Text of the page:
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Computational Biology & Genomics Core

IRP Core: Computational Biology & Genomics Core

Supriyo De, MD, PhD, Chief

The Computational Biology & Genomics Core (CBGC) is involved in interdisciplinary research and institute-wide training by collaborating mainly with the laboratories in the NIA IRP, NIH.

Four interconnected goals of the Computational Biology Core are:1. Data Analysis and Sharing, 2. Data Science Network and Training, 3. Instruments and Computer Resources, 4. Core Research Interests

The goals of the core are to (1) carry out genomic, epigenomic, functional genomic (CRISPR screens), transcriptomic, single-cell data analysis and data sharing using NIH data-sharing guidelines; (2) coordinate the activities of data scientists at NIA IRP by maintaining a Biomedical Data Science Network (BDSN); (3) acquire and maintain novel high-throughput instruments and high-performance computer systems to achieve the mission of the NIA; (4) have a fully functional, aging-centered core research program which fosters collaborations mainly within NIA IRP, NIH.

The Computational Biology & Genomics Core (CBGC) provides advice on experimental design and sample preparation, quality control of samples, data analysis, data sharing, and training. Apart from the primary focus on genomic and transcriptomic research, CBGC is highly interested in applying Artificial Intelligence (AI) for image analysis and novel genomic data analysis algorithms. The core utilizes gene expression microarrays, Illumina and Oxford Nanopore sequencers and 10x Genomics single-cell sample preparation instruments to meet the needs of NIA IRP researchers. Moreover, CBGC maintains several high-performance computer systems and is involved in designing and maintaining NIA IRP cloud computing for use by all interested NIA IRP researchers.

CBGC is involved in fostering wide variety of collaborative research and providing training on diverse data science topics beyond the core research areas by maintaining the Biomedical Data Science Network (BDSN) comprising of all the data scientists in the NIA IRP. The BDSN website (internal to NIA IRP, sign-in required) provides description of the expertise available at NIA IRP, Baltimore and their contact information.  

Core Research Areas

  • Role of microbiome in Aging and age-related diseases (e.g., Alzheimer’s Disease)
  • Detection of DNA and RNA base modifications
  • Applications of Artificial Intelligence in data analysis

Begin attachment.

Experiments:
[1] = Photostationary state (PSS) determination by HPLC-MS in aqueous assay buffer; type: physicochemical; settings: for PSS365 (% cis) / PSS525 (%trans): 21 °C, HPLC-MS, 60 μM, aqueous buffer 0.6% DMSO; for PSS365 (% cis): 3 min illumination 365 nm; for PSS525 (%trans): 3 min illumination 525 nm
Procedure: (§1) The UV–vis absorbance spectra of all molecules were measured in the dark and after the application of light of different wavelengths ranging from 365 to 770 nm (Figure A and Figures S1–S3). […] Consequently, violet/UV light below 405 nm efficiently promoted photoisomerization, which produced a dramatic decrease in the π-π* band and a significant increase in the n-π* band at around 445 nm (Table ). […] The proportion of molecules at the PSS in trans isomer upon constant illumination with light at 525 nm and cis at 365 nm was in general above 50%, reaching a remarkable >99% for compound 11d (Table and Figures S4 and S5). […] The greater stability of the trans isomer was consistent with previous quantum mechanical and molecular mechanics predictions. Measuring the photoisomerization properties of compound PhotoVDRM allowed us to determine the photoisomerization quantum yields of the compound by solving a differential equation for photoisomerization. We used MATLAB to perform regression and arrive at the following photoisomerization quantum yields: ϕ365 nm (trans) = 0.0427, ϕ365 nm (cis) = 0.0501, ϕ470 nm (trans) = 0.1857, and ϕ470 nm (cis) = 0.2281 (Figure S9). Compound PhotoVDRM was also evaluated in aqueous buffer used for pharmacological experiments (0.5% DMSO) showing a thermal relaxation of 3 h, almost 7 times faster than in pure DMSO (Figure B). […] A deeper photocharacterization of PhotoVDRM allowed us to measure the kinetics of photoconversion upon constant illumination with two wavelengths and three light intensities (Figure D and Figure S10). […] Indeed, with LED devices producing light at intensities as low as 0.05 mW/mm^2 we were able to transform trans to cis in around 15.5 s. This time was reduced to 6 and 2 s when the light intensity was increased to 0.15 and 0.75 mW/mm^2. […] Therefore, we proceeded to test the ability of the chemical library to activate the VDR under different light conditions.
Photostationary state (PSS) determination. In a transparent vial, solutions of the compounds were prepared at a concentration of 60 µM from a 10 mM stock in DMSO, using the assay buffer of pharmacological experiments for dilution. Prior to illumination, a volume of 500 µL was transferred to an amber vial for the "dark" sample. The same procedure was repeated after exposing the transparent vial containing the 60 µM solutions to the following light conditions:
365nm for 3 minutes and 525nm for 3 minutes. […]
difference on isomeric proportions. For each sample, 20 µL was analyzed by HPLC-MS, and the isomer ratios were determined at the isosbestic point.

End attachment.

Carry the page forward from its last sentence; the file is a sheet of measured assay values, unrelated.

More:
• Functional Genomics (CRISPR) Screens


Publications by Supriyo De

Selected Recent Publications:


  • Casella G, Munk R, Kim KM, Piao Y, De S, Abdelmohsen K, and Gorospe M. (2019) Transcriptome Signature of Cellular Senescence.  Nucleic Acids Research (in press)
  • Lee JH, Demarest T, Babbar M, Kim E, Okur M, De S, Croteau D, Bohr VA (2019) Cockayne syndrome group B deficiency reduces H3K9me3 chromatin remodeler SETDB1 and exacerbates cellular aging. Nucleic Acids Research (in press)
  • Noh JH, Kim KM, Pandey PR, Hooten NN, Munk R, Kundu G, De S, Martindale JL, Yang X, Evans MK, Abdelmohsen K, Gorospe M (2019) Loss of RNA-binding protein GRSF1 activates mTOR to elicit a proinflammatory transcriptional program. Nucleic Acids Research 47(5):2472-2486.
  • Chatterjee B, Roy P, Sarkar UA, Zhao M, Ratra Y, Singh A, Chawla M, De S, Gomes J, Sen R, Basak S (2019) Immune differentiation regulator p100 tunes NF-κB responses to TNF. Frontiers in immunology 10:997


  • Lee SK, Xue Y, Shen W, Zhang YQ, Joo Y, Ahmad M, Chinen M, Ding Yi, Ku WL, De S, Lehrmann E, Becker KG, Lei EP, Zhao K, Zou S, Sharov A, Wang W (2018) Topoisomerase 3β interacts with RNAi machinery to promote heterochromatin formation and transcriptional silencing in Drosophila Nature Communications 9(1):4946.
  • Zhao M, Joy J, W Zhou, De S, Wood WH, Becker KG, Ji H, Sen R (2018) Transcriptional outcomes and kinetic patterning of gene expression in response to NF-kB activation. PLoS Biology 16(9):e2006347.
  • Dluzen DF*, Hooten NN*, De S, Wood WH, Becker KG, Zonderman AB, Tanaka T, Ferrucci L, Evans MK (2018) Extracellular RNA profiles with human age Aging Cell e12785 (*co-first authors).
  • Qiu X, Kumari G, Gerasimova T, Du H, Labaran L, Singh A, De S, Wood WH 3rd, Becker KG, Zhou W, Ji H, Sen R (2018) Sequential Enhancer Sequestration Dysregulates Recombination Center Formation at the IgH Locus Molecular Cell 70(1):21-33.
  • Kumari G, Gerasimova T, Du H, De S, Wood WH, Becker KG, Sen R (2018) Misregulation of the IgH Locus in Thymocytes Frontiers in immunology 9:2426.